Billionaire investor George Soros is warning that the world could be set to enter a new financial crisis due to U.S. dollar surges and capital flight from emerging markets.
Soros in a speech in Paris this week said these factors could put the world’s financial markets at risk, Bloomberg reported:
The “termination” of the nuclear deal with Iran and the “destruction” of the transatlantic alliance between the EU and the U.S. are “bound to have a negative effect on the European economy and cause other dislocations,” Soros said. He said one of the effects would be a devaluing of emerging-market currencies.
“We may be heading for another major financial crisis,” he warned.
Soros' warning echoes a similar prediction from experts surveyed by Zillow Group in its recent Q2 Home Price Expectations Survey. That survey saw almost half of all respondents predict a new recession by 2020 at the latest, citing concerns regarding the Federal Reserve’s decisions about U.S. monetary policy.
Soros also pointed to problems within the European Union, mainly in Italy where a populist movement that made big gains in recent elections failed in its attempts to nominate its choice, Paolo Savona, for the country’s finance minister.
Italy’s president instead vetoed Savona’s nomination and appointed a new prime minister. However, the incumbent prime minister is likely to lose a vote of confidence in Italy’s parliament, and if so that would result in new elections as soon as this July. As a result, Italy’s financial markets went crashing downwards last week.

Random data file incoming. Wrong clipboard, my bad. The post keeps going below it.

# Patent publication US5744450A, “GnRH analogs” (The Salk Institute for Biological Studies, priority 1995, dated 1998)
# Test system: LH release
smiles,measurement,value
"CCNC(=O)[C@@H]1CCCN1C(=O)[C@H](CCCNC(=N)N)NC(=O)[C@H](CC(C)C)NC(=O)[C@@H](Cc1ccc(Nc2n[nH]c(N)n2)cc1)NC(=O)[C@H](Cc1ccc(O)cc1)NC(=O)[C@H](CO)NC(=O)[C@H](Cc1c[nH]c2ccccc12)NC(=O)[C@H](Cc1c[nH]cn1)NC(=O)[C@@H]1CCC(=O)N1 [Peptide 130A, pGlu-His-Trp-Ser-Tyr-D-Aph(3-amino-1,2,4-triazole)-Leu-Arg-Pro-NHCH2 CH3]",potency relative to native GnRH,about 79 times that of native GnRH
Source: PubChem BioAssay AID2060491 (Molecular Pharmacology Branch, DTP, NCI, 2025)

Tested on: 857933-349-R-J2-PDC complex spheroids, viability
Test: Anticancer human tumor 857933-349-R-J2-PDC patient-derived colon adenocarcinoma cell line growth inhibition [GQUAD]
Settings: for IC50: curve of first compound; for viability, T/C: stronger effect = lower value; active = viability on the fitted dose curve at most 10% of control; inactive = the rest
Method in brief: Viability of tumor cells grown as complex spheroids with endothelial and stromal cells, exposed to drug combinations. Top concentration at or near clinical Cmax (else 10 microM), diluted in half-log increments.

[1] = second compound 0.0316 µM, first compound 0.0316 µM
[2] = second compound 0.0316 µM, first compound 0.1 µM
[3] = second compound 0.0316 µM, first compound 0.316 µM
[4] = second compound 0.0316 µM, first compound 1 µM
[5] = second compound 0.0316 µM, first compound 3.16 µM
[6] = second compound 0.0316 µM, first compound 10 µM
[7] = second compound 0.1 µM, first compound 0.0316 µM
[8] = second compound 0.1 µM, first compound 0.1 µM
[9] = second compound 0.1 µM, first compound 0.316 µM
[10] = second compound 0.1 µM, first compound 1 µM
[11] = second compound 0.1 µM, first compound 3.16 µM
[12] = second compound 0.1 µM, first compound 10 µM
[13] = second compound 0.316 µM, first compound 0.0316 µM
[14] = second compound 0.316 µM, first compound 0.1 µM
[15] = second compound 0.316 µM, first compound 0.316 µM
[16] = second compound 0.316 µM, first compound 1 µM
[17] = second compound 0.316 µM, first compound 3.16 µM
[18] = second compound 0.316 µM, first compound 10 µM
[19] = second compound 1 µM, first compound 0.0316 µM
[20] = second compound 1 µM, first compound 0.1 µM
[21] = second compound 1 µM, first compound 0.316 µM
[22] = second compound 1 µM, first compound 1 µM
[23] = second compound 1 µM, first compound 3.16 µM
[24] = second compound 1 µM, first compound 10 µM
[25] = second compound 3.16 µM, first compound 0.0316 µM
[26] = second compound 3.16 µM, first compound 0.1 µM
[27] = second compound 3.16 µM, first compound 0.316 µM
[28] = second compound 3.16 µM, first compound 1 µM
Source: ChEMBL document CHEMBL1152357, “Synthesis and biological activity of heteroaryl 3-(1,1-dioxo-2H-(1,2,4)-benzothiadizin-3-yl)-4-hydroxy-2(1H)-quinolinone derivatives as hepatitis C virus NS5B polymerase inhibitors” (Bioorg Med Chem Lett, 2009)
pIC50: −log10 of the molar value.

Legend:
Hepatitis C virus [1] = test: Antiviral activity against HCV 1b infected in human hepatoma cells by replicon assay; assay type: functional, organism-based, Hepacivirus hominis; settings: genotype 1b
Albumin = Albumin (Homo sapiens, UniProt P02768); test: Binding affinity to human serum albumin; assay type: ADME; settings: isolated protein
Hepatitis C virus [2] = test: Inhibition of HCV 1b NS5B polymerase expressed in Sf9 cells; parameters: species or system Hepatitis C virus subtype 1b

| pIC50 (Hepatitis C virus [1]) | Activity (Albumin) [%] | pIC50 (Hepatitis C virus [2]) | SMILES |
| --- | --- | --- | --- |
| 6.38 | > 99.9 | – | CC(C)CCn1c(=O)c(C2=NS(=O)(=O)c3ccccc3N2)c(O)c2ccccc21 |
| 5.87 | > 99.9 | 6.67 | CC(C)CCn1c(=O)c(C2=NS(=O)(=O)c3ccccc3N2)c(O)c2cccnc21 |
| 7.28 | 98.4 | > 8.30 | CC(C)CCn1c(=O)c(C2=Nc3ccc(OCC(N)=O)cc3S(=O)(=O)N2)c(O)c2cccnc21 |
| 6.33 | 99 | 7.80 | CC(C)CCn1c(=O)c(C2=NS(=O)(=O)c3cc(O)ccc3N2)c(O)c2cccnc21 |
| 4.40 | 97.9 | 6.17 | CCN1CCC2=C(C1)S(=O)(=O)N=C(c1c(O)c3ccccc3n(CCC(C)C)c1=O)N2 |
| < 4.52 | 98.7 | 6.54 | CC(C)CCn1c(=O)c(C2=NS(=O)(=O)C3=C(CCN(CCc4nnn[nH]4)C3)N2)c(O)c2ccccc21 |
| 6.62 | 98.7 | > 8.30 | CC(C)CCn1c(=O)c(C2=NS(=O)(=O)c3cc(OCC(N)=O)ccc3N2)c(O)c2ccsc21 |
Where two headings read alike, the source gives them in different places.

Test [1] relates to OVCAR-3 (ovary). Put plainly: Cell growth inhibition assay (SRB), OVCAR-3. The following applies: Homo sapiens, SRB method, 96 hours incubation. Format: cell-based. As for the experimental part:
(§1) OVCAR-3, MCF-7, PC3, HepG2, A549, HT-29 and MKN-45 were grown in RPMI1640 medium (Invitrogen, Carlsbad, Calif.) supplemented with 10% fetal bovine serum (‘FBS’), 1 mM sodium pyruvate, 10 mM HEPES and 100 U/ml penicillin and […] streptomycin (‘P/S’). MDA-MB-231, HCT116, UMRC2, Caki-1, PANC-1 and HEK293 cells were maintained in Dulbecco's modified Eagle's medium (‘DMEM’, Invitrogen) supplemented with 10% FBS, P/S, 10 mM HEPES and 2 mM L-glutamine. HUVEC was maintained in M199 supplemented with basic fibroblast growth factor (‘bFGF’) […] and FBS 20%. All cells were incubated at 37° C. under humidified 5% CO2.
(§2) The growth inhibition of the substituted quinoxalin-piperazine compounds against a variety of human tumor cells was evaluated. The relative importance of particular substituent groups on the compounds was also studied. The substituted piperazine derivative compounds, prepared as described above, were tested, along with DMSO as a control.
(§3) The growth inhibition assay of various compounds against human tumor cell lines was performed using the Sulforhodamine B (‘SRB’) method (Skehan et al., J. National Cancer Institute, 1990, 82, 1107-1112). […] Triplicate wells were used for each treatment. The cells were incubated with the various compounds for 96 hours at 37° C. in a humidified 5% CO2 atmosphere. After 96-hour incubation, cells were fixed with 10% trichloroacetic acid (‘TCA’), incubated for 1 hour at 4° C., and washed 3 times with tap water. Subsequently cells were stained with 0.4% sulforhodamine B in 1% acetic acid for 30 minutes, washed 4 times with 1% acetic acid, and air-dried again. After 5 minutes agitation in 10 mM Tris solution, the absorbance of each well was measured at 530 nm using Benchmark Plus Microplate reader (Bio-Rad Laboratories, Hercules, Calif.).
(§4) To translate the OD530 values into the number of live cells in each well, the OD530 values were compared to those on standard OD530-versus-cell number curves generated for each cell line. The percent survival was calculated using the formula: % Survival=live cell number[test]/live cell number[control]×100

In addition, with populist movements spreading across Europe, many analysts fear a repeat of Brexit in other countries.
This chaos is seemingly being exported across the Atlantic. A recent report from Seeking Alpha warns that U.S. banks are now taking a hit as investors worry about the political dramas in Europe.
U.S. Treasury yields are also falling, with the Federal Reserve Funds saying there’s just a 78 percent chance of interest rates being hiked at the Reserve’s June meeting, down from its previous prediction of a 94 percent chance of a hike.
“The Italian vote will probably be sometime this fall, so it at least appears as there won't be an immediate resolution,” economist Brent Nyitray, formerly of iServe Residential Lending, said in a note to clients. “Bottom line for the mortgage originators, like the Brits did in 2016, the Italians just might have saved your year.”